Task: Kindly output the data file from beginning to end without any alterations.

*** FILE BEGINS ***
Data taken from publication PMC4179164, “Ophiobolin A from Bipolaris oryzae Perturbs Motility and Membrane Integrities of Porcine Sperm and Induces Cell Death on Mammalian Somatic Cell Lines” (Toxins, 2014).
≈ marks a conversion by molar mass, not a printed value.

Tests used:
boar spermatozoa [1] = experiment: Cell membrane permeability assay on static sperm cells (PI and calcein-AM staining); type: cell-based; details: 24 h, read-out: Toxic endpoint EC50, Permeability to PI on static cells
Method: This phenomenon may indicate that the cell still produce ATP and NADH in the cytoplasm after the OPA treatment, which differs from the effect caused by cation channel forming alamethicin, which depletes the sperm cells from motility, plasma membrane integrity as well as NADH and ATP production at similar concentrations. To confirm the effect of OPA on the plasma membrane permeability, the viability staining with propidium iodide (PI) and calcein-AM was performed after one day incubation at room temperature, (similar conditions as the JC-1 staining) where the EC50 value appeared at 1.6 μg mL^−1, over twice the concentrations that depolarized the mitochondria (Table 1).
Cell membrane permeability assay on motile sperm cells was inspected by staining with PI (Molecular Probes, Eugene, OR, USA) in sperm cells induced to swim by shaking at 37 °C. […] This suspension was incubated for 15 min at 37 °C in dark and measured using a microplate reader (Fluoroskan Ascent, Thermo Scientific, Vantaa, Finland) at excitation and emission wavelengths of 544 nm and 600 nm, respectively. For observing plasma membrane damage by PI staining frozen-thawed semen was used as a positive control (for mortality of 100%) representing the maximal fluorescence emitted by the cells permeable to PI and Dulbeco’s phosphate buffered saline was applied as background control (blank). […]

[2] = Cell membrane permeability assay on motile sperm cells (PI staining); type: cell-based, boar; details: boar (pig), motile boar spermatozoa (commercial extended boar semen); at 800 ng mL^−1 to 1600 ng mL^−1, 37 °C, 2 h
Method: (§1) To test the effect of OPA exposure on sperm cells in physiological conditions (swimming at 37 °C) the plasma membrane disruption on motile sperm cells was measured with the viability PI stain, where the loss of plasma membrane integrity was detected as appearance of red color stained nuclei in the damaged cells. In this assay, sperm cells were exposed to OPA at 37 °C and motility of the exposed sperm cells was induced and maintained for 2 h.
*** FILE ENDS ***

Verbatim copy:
Data taken from publication PMC4179164, “Ophiobolin A from Bipolaris oryzae Perturbs Motility and Membrane Integrities of Porcine Sperm and Induces Cell Death on Mammalian Somatic Cell Lines” (Toxins, 2014).
≈ marks a conversion by molar mass, not a printed value.

Tests used:
boar spermatozoa [1] = experiment: Cell membrane permeability assay on static sperm cells (PI and calcein-AM staining); type: cell-based; details: 24 h, read-out: Toxic endpoint EC50, Permeability to PI on static cells
Method: This phenomenon may indicate that the cell still produce ATP and NADH in the cytoplasm after the OPA treatment, which differs from the effect caused by cation channel forming alamethicin, which depletes the sperm cells from motility, plasma membrane integrity as well as NADH and ATP production at similar concentrations. To confirm the effect of OPA on the plasma membrane permeability, the viability staining with propidium iodide (PI) and calcein-AM was performed after one day incubation at room temperature, (similar conditions as the JC-1 staining) where the EC50 value appeared at 1.6 μg mL^−1, over twice the concentrations that depolarized the mitochondria (Table 1).
Cell membrane permeability assay on motile sperm cells was inspected by staining with PI (Molecular Probes, Eugene, OR, USA) in sperm cells induced to swim by shaking at 37 °C. […] This suspension was incubated for 15 min at 37 °C in dark and measured using a microplate reader (Fluoroskan Ascent, Thermo Scientific, Vantaa, Finland) at excitation and emission wavelengths of 544 nm and 600 nm, respectively. For observing plasma membrane damage by PI staining frozen-thawed semen was used as a positive control (for mortality of 100%) representing the maximal fluorescence emitted by the cells permeable to PI and Dulbeco’s phosphate buffered saline was applied as background control (blank). […]

[2] = Cell membrane permeability assay on motile sperm cells (PI staining); type: cell-based, boar; details: boar (pig), motile boar spermatozoa (commercial extended boar semen); at 800 ng mL^−1 to 1600 ng mL^−1, 37 °C, 2 h
Method: (§1) To test the effect of OPA exposure on sperm cells in physiological conditions (swimming at 37 °C) the plasma membrane disruption on motile sperm cells was measured with the viability PI stain, where the loss of plasma membrane integrity was detected as appearance of red color stained nuclei in the damaged cells. In this assay, sperm cells were exposed to OPA at 37 °C and motility of the exposed sperm cells was induced and maintained for 2 h.